Short Term 12 review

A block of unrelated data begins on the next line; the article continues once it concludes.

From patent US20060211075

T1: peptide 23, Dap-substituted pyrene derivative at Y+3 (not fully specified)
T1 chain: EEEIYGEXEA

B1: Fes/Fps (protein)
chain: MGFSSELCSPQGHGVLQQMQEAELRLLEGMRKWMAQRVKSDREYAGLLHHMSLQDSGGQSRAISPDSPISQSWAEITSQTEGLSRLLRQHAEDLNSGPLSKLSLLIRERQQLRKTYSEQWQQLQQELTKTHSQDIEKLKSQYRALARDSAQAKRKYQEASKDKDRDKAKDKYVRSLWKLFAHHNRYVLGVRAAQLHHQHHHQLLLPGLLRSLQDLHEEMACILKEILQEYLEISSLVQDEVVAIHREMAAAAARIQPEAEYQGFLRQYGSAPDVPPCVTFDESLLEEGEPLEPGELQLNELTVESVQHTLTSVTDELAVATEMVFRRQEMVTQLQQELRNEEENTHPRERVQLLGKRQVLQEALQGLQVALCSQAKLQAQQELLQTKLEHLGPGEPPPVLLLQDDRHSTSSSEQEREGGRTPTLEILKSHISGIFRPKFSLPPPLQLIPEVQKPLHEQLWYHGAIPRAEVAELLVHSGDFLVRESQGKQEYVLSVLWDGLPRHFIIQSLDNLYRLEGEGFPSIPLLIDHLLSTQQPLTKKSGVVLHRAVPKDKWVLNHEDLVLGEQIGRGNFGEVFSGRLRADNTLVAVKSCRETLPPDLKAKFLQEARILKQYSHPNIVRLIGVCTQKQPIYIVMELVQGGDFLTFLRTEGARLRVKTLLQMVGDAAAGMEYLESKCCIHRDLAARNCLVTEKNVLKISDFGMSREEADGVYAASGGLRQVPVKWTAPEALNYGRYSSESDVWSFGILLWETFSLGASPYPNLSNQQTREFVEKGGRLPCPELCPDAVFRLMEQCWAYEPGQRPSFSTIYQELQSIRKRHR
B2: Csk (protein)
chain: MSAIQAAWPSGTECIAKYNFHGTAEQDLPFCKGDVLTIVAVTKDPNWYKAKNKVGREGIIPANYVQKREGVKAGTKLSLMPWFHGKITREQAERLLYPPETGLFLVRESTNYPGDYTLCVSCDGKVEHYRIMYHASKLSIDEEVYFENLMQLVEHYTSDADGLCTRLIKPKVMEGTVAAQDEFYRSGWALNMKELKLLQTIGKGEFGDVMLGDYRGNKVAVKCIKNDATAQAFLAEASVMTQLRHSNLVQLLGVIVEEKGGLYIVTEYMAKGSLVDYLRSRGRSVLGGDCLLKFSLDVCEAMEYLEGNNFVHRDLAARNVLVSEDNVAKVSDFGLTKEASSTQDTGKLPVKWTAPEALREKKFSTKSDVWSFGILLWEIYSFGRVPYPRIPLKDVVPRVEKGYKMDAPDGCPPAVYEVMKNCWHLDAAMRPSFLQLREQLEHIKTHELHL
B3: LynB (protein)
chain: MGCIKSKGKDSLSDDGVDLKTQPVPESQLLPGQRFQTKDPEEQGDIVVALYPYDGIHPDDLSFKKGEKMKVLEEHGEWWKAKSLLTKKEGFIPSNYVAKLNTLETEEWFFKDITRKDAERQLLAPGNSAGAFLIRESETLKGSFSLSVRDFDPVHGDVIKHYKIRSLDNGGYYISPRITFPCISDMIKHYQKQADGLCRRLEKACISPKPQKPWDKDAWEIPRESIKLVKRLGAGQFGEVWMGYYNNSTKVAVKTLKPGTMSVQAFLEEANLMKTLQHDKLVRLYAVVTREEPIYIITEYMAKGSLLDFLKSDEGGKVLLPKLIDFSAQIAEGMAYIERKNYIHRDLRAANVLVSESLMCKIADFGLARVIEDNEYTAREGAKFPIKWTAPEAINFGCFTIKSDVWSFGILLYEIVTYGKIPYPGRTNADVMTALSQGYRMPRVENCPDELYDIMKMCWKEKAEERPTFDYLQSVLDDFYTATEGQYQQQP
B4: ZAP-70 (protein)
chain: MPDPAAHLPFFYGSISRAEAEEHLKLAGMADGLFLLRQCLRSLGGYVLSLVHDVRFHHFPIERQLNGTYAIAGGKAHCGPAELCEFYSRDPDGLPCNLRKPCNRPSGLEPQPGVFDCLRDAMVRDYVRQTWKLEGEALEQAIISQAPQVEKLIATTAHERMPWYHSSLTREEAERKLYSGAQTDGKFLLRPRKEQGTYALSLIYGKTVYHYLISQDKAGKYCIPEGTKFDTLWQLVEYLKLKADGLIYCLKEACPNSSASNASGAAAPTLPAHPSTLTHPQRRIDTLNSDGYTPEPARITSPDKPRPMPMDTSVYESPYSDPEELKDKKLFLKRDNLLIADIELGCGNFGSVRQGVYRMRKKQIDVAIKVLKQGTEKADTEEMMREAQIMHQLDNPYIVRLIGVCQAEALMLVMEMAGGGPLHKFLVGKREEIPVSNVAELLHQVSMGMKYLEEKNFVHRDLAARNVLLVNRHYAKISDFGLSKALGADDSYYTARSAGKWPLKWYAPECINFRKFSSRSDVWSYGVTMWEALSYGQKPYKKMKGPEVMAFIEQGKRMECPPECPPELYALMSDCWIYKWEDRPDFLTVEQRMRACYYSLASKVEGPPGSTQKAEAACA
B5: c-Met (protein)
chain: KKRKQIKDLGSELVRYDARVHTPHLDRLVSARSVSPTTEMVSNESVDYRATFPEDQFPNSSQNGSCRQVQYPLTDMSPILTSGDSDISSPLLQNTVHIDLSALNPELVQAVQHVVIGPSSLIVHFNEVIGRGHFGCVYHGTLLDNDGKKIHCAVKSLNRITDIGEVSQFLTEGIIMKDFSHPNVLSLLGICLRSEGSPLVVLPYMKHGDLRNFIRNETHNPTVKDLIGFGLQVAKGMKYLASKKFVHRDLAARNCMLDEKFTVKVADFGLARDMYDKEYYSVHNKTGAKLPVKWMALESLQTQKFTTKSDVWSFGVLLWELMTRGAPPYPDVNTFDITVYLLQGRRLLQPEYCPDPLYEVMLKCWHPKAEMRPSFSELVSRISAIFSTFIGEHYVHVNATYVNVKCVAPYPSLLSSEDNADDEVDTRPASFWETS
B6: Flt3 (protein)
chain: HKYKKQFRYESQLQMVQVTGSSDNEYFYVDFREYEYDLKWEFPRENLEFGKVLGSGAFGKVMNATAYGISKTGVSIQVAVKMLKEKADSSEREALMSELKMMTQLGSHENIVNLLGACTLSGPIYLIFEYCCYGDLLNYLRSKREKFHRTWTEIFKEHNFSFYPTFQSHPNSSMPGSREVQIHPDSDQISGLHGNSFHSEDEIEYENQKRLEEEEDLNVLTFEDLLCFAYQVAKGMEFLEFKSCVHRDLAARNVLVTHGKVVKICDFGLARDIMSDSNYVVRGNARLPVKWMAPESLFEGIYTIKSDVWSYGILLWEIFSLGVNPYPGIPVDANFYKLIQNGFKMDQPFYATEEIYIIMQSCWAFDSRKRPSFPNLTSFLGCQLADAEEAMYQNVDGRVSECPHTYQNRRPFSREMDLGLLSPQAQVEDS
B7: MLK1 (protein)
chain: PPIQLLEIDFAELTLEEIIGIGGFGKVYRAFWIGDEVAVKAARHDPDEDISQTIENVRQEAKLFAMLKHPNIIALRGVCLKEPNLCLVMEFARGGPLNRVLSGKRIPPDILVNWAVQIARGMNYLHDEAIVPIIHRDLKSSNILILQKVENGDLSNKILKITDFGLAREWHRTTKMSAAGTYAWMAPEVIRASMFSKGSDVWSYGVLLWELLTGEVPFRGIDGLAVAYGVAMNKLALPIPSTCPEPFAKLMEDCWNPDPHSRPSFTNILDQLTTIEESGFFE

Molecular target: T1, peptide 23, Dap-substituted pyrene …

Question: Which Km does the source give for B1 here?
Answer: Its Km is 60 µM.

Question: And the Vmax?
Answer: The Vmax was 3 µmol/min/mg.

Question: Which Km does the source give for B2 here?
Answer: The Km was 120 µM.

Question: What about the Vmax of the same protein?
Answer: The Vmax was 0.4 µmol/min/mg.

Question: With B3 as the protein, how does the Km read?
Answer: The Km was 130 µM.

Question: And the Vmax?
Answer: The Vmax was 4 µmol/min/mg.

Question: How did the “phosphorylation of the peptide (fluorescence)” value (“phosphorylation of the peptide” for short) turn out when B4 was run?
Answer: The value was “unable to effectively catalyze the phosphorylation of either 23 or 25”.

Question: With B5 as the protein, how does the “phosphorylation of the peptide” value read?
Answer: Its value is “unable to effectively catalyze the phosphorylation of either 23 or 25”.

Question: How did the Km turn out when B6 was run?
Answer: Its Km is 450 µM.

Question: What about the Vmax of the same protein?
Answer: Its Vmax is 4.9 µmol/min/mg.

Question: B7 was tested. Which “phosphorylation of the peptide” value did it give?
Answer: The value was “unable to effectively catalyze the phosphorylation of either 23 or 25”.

This is the second film  I have watched featuring Brie Larson this year. It is no surprise that she is winning accolades and rewards for her performance in The Room.  I was late to viewing  “The Room” (watched on Amazon Prime) and now very pleasantly surprised by this other Brie Larson film, Short Term 12.   It was good enough to watch twice and life doesn’t always provide an opportunity for this kind of indulgence nor do many films warrant a second viewing right after viewing it all the way thru the first time.  Short Term 12 is now my favorite film this year and likely to go to the top 5 of all time. I include this New Yorker review of the same film as they have much better writers on staff than this humble Durham Cool author.     The second feature by Destin Daniel Cretton, set in and around an intake facility for evaluating troubled teens, looks closely at its fascinating characters to get at the notion of character itself. The story centers on Grace (Brie Larson) and Mason (John Gallagher, Jr.), two of the young adults who are the day-to-day, hands-on guardians. Their ill-defined jobs entail everything from physical restraint and police-like snooping to quasi-therapeutic interventions—and even seriocomic pursuits, through city streets, of youths who slip past the gate. The teens in their care fit a familiar, tightly defined array of ethnicities and personalities, but Cretton—who worked in such a facility—narrowly skirts the risk of stereotyping through the force of imagination. His dialogue is wondrously energized, suggesting impulses and experiences that range far beyond the confines of the plot’s problems, and Grace and Mason—a droll and sensible couple whose relationship is tested by their work—remain passionately loose-ended and casual, embodying the rare ideal of peaceful people you’d follow into battle. Subtly inverting the story’s point of view, Cretton sees his protagonists through the eyes of the teens and gets to the ineffable core of trust. —